To make super-durable and strong details it is necessary to use so-called diamond composites, i.e. materials (matrixes) with incorporated tiny diamonds. The matrix is to be durable, strong, wear-proof as well as monolithic by structure ensuring chemical interaction with diamonds. To avoid internal tension this matrix must have physical characteristics close to diamond ones. In other case the detail will collapse under load.
Carbide materials fit all these requirements because they are strong, wear-proof, thermostable and with high thermal conductivity. High thermal conductivity prevents the detail cracking at a temperature drop (as a glass can crack when filling with boiling water). It is impossible to make such materials by sintering diamonds with silicon carbide, because the required temperatures are so high that diamond just will turn into graphite. The sintering diamond grains with carbide at lower temperature and high pressure (about 8.5 GPa) is a rather expensive process and it can be applied only for manufacturing small details of a simple shape.
The scientists from the Saint-Petersburg-based Central Research Institute of Materials and their colleagues from the Royal Institute of Technology (Stockholm) have invented a new method. They have proposed to press half-finished details (blanks) from the powder made of micron-sized diamonds. Then they heated the details in a vacuum oven and saturated them with liquid silicon. During this procedure the diamond surface turns into graphite-like carbon which interacts with liquid silicon. As a result the finished detail represents a monolith of the required shape which consists from small diamonds soldered one with another by silicon carbide, and silicon itself.
Olga Maksimenko | Informnauka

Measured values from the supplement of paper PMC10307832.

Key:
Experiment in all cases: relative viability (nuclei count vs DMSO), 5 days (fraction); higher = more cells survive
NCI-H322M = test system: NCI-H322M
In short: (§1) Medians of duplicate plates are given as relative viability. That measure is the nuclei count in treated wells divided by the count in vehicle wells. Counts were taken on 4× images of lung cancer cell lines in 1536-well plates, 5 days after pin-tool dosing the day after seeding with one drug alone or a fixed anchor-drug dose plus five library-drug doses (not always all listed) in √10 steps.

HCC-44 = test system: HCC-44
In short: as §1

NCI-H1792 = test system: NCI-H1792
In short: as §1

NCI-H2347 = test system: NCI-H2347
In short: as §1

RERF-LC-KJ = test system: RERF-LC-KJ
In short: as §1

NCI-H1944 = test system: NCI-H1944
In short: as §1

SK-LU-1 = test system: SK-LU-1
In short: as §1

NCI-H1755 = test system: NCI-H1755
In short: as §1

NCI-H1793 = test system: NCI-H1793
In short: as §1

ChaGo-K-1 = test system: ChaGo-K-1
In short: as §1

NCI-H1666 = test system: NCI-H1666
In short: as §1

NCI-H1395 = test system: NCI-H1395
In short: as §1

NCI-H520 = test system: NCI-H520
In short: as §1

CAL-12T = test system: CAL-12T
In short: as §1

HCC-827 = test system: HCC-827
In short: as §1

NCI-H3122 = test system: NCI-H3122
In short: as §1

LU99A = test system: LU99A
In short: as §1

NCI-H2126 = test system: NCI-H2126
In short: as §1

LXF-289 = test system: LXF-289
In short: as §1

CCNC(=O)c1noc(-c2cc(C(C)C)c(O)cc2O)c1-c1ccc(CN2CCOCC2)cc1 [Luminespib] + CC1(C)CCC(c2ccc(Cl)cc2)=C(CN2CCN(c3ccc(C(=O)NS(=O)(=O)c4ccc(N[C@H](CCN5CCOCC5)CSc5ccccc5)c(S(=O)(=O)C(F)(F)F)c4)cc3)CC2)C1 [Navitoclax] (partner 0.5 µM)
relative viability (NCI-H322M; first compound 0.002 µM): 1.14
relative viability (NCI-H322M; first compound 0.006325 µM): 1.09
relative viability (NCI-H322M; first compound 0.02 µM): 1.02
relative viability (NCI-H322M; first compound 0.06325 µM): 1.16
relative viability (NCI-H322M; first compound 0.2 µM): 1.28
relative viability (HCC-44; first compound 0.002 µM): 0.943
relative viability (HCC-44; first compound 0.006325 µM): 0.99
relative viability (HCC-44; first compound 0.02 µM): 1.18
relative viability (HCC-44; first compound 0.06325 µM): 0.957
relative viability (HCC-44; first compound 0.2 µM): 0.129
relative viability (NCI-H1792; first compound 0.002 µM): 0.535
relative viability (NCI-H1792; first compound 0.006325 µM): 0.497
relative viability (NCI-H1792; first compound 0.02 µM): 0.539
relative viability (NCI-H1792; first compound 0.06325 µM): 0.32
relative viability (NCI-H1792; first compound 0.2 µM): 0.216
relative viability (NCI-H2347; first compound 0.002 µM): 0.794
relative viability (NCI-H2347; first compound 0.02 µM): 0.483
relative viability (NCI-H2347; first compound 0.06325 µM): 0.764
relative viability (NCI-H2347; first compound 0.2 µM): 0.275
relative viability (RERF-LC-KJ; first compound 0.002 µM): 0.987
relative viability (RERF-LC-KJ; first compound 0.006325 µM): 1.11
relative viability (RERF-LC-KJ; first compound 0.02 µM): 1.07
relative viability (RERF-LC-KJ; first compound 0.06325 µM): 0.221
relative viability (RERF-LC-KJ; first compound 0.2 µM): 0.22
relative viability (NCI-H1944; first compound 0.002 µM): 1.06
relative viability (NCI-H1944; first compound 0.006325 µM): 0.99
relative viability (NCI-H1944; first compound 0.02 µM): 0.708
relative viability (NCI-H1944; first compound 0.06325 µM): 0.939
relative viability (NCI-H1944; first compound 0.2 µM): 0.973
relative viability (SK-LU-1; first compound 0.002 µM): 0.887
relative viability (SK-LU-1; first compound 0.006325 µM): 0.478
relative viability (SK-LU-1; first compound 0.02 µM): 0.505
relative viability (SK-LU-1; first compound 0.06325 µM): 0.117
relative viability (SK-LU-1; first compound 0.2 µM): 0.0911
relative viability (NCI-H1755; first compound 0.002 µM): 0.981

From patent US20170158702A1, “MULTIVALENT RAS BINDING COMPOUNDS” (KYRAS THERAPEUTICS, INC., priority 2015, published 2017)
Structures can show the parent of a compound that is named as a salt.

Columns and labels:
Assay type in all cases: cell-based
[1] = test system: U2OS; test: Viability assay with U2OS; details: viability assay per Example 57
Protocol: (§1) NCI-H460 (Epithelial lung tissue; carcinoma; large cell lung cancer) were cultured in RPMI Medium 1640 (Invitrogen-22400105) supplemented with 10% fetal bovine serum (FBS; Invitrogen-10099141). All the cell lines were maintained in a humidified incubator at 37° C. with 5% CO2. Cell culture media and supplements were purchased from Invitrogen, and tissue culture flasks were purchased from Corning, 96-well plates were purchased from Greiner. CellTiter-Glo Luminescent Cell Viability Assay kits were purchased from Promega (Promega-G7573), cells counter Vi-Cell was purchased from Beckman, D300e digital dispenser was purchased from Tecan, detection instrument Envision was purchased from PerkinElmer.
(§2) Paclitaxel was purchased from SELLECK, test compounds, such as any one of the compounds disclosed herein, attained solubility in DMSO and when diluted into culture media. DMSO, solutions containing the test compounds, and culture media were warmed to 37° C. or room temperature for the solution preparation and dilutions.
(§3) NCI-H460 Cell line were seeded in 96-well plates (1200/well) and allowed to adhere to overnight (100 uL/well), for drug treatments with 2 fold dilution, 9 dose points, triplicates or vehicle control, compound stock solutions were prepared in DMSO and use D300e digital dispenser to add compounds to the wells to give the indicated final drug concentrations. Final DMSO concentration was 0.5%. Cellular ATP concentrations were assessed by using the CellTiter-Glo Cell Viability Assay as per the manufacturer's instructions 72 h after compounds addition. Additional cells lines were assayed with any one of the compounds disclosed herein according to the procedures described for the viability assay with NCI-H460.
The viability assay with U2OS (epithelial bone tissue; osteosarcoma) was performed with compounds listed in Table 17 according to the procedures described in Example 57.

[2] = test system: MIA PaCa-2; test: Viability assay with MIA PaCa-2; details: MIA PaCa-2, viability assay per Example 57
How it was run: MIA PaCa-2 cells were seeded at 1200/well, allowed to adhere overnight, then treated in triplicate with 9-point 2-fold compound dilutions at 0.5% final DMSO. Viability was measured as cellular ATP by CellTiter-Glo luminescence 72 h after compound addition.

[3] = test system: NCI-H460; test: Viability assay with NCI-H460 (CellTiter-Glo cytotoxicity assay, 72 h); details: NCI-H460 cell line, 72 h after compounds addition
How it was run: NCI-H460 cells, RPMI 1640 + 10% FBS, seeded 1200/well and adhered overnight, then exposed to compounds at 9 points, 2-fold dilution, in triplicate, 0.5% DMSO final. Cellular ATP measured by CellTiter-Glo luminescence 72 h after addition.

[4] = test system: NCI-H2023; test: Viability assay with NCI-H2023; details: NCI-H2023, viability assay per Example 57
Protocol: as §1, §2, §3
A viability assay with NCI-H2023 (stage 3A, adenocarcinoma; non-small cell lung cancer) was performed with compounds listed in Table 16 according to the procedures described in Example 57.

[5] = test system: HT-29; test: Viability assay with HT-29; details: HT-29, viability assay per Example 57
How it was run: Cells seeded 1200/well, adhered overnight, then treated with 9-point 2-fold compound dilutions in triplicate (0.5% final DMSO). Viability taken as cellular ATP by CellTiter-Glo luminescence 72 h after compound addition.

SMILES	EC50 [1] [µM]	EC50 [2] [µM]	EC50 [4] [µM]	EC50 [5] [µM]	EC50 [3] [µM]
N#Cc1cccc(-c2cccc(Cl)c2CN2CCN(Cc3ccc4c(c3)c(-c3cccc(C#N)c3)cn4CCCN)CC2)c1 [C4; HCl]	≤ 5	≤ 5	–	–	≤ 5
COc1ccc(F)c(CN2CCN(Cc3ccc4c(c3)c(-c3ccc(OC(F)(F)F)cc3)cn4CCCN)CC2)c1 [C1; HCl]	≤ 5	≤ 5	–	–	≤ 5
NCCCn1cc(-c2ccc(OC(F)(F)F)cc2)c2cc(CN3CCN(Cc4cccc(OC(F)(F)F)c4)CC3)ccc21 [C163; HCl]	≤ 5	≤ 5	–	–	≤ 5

Decoding cement's shape promises greener concrete
08.12.2016 | Rice University
Scientists track chemical and structural evolution of catalytic nanoparticles in 3-D
08.12.2016 | DOE/Brookhaven National Laboratory
Physicists of the University of Würzburg have made an astonishing discovery in a specific type of topological insulators. The effect is due to the structure of the materials used. The researchers have now published their work in the journal Science.
Topological insulators are currently the hot topic in physics according to the newspaper Neue Zürcher Zeitung. Only a few weeks ago, their importance was...
In recent years, lasers with ultrashort pulses (USP) down to the femtosecond range have become established on an industrial scale. They could advance some applications with the much-lauded “cold ablation” – if that meant they would then achieve more throughput. A new generation of process engineering that will address this issue in particular will be discussed at the “4th UKP Workshop – Ultrafast Laser Technology” in April 2017.
Even back in the 1990s, scientists were comparing materials processing with nanosecond, picosecond and femtosesecond pulses. The result was surprising:...
Have you ever wondered how you see the world? Vision is about photons of light, which are packets of energy, interacting with the atoms or molecules in what...
A multi-institutional research collaboration has created a novel approach for fabricating three-dimensional micro-optics through the shape-defined formation of porous silicon (PSi), with broad impacts in integrated optoelectronics, imaging, and photovoltaics.
Working with colleagues at Stanford and The Dow Chemical Company, researchers at the University of Illinois at Urbana-Champaign fabricated 3-D birefringent...
In experiments with magnetic atoms conducted at extremely low temperatures, scientists have demonstrated a unique phase of matter: The atoms form a new type of quantum liquid or quantum droplet state. These so called quantum droplets may preserve their form in absence of external confinement because of quantum effects. The joint team of experimental physicists from Innsbruck and theoretical physicists from Hannover report on their findings in the journal Physical Review X.
“Our Quantum droplets are in the gas phase but they still drop like a rock,” explains experimental physicist Francesca Ferlaino when talking about the...
16.11.2016 | Event News
01.11.2016 | Event News
14.10.2016 | Event News
09.12.2016 | Life Sciences
09.12.2016 | Ecology, The Environment and Conservation
09.12.2016 | Health and Medicine